LINCOLN–(NWU Athletics May 22)– For over the past decade, only one man has seen nearly every Nebraska Wesleyan University football and men’s basketball game. That man behind the headset is turning in his gear and will no longer be wearing the gold & black in prime seats at stadiums and arenas.
After 11 years as the “Voice of the Prairie Wolves” longtime broadcaster Dick Janda announced this month his plans to retire and step away from the microphone after a storied career in television and radio in Lincoln and the state of Nebraska.
Janda called over 100 NWU football games and nearly 300 Prairie Wolves basketball games on KFOR Radio. He also did play-by-play broadcasts of NWU volleyball and women’s basketball on the internet during video webcasts. He got his start at NWU serving as the Sports Information Director in the late 1970s before moving on to a successful career on local Lincoln TV and radio stations.
“NWU athletics is sports in its purest form, played strictly for the love of the game and there is special satisfaction in describing that type of competition,” Janda remarked.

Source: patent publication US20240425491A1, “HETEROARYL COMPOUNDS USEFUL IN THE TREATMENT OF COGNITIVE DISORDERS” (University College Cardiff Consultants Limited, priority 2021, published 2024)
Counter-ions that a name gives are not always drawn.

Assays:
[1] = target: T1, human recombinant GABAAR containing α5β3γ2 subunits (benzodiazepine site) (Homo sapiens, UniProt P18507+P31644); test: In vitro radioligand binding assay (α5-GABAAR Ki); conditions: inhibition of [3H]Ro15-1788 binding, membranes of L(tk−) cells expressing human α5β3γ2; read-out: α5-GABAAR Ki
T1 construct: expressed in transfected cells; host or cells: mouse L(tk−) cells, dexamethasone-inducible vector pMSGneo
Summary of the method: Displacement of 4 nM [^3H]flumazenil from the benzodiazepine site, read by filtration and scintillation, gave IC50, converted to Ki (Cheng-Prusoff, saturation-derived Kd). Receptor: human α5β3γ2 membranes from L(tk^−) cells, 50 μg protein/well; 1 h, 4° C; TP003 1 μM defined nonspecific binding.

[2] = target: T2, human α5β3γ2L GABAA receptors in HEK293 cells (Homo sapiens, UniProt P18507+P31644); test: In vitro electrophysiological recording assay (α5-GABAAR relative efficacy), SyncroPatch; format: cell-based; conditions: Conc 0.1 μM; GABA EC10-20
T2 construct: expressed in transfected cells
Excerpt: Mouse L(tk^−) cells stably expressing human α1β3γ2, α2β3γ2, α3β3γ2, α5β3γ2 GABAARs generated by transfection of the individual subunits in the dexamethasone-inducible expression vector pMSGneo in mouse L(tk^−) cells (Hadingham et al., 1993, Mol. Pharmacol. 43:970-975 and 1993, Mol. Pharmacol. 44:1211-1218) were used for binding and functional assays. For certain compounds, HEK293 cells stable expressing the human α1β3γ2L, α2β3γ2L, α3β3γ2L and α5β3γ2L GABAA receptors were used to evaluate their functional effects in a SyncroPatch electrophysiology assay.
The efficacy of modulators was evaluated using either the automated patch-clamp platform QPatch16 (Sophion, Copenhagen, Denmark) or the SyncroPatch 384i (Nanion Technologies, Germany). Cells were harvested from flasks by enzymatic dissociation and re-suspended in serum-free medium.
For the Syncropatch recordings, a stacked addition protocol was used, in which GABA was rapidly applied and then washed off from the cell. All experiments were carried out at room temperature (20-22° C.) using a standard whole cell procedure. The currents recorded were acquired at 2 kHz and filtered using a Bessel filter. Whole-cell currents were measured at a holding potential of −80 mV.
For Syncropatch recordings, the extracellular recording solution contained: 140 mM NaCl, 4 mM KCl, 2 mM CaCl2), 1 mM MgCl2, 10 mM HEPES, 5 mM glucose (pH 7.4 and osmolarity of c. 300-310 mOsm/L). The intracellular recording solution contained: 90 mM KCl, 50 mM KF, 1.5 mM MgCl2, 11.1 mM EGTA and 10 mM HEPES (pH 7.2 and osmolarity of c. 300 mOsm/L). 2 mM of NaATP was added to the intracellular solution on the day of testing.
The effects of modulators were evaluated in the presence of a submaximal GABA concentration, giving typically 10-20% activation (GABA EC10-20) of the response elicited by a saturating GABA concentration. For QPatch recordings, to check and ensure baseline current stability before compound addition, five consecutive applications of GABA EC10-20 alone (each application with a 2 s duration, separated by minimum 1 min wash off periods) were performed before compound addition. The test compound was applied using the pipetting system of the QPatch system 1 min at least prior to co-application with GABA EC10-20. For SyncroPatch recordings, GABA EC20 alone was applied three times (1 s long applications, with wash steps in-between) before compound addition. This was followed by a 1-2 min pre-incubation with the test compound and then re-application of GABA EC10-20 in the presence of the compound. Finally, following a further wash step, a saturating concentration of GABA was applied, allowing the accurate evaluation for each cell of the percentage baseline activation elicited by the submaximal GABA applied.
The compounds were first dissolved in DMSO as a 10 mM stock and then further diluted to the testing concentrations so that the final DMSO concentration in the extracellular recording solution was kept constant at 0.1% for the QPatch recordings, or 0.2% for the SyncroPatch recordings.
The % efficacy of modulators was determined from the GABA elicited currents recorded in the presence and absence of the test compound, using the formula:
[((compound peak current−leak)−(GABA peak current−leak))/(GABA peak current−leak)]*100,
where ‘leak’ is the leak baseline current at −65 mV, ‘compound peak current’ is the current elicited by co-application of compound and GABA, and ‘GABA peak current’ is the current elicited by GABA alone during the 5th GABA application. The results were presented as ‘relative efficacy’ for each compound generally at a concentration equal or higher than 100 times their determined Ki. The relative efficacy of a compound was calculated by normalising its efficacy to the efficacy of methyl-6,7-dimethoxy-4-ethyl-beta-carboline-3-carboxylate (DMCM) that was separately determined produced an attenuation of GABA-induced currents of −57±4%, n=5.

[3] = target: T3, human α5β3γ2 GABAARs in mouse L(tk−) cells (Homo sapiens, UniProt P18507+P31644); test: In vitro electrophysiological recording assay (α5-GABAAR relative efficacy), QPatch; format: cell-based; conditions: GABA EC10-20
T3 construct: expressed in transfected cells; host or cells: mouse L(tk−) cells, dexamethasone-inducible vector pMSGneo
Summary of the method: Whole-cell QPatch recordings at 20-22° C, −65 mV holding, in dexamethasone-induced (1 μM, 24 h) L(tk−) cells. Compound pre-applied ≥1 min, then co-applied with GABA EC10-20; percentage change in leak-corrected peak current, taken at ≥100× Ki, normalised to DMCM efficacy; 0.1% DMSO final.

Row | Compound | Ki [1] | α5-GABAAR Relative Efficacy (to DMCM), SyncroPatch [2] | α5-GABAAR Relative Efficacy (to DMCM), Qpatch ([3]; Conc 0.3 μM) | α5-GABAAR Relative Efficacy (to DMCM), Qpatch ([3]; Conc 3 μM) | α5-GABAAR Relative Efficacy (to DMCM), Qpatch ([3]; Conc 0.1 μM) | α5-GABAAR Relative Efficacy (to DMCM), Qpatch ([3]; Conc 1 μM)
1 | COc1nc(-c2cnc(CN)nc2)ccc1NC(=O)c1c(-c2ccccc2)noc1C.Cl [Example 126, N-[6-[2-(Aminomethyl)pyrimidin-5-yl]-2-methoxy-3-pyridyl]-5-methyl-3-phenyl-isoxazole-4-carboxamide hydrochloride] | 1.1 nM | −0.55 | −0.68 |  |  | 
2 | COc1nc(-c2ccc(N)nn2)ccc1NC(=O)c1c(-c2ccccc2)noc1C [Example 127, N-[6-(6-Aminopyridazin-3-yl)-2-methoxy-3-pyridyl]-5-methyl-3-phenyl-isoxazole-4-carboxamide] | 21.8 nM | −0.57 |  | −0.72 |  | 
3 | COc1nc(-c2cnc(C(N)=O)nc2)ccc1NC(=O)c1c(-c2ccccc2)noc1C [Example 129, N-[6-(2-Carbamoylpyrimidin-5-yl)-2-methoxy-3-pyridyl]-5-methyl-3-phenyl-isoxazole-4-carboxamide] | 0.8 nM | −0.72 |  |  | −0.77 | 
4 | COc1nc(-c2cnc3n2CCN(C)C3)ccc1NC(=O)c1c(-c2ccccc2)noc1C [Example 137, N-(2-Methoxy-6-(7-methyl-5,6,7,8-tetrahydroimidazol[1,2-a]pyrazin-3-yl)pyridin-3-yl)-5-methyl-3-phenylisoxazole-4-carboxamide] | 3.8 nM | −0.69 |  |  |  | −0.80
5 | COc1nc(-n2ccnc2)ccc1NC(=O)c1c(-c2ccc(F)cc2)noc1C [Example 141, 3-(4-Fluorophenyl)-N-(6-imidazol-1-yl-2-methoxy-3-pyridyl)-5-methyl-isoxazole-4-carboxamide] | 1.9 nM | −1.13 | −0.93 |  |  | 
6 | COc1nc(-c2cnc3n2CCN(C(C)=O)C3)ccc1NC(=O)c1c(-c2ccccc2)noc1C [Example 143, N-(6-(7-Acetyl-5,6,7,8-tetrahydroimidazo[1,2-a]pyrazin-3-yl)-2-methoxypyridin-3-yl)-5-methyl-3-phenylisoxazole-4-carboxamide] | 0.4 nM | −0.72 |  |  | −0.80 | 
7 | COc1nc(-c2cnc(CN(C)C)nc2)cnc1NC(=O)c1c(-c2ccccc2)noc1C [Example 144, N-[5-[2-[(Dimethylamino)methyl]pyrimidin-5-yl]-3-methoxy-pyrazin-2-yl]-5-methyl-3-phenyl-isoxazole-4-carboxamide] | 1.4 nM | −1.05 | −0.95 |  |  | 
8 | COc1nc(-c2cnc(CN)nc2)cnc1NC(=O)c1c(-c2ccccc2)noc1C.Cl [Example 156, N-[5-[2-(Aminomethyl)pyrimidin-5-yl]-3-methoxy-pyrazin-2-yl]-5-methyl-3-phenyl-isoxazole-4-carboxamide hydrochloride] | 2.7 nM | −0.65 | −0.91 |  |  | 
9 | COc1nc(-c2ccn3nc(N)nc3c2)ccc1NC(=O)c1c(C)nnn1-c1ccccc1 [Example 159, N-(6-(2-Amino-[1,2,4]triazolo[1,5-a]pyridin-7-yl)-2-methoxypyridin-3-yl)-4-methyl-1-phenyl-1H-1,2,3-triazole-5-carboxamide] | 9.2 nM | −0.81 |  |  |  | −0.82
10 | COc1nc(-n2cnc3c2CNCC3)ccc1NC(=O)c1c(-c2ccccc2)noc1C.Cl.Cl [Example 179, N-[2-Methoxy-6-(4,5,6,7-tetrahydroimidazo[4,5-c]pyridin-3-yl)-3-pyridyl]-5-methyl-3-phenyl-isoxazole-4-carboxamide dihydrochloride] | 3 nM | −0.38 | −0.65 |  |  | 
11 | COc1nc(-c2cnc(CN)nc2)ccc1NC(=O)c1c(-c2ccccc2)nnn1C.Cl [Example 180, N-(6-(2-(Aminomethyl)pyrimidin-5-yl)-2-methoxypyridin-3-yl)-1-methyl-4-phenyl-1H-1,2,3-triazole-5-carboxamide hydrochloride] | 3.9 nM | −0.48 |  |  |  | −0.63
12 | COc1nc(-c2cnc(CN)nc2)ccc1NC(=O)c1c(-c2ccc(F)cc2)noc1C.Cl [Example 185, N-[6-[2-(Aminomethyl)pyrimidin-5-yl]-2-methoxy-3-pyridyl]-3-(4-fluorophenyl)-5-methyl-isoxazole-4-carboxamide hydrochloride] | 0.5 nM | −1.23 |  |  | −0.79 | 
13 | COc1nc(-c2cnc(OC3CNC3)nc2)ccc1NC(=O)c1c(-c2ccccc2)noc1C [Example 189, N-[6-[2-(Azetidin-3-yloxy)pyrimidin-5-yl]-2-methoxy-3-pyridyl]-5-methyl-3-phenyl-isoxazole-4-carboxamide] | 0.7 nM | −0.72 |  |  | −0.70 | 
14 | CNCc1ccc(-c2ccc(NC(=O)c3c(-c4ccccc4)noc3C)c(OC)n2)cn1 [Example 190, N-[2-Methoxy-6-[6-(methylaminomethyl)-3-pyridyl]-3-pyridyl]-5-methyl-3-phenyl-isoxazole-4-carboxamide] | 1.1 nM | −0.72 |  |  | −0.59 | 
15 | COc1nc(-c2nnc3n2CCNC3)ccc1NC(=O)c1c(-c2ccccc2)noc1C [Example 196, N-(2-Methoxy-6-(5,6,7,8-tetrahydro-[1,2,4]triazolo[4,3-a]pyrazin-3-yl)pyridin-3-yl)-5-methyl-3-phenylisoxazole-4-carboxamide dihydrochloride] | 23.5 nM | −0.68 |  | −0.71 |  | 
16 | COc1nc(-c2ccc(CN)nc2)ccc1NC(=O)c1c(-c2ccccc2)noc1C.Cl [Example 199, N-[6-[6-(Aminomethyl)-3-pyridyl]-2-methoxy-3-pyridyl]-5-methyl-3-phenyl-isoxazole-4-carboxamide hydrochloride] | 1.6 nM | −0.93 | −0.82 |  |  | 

Although he never actually put on a Prairie Wolves uniform, it was like Janda was part of the football and men’s basketball programs. Dick could be seen in the Abel Stadium press box or high atop the bleachers in Snyder Arena. He traveled on the bus with the team, ate pregame meals with players and coaches and stayed in the team hotel on the road.
Basketball coach Dale Wellman got to spend numerous road trips with Janda over the past six seasons. They became dinner partners sharing the 2 for 20 specials at Applebee’s and Wellman was exposed to one of Janda’s favorite pregame foods. “I always wondered why Hy-Vee salad bars had pickled herring on them, then I ate with Dick and noticed that he’s a big fan.”
It wasn’t always about sports with Janda’s broadcast. Wellman shared how Dick would research a city that NWU hadn’t played in before then he would share that history during the pregame meal so Wellman could get a preview of what listeners would hear later on. He also used his workout routine on the road to explore new places and tweet out his adventures. “On the road, no matter how cold or how many inches of snow there was on the ground, you could bet your bottom dollar that Dick left the hotel, walked a couple of miles and returned before I even woke up,” Wellman recalled.
Many fans would tune in to Janda’s broadcast not only to get perspective and insight on the game, but to hear his famous sayings and listen to nicknames he’d give to NWU players. “Tickles the twine”, “nestles the net” or “coast to coast like butter on toast” were some of his go-to sayings. The first score always brought “Draws first blood, breaks the ice and dents the scoreboard”, then if the score hit ‘9-5’ listeners were sure to hear a clip of Dolly Parton. When NWU got rolling and made an amazing play, his most exciting call of ‘Holy Pepperoni” came over the air.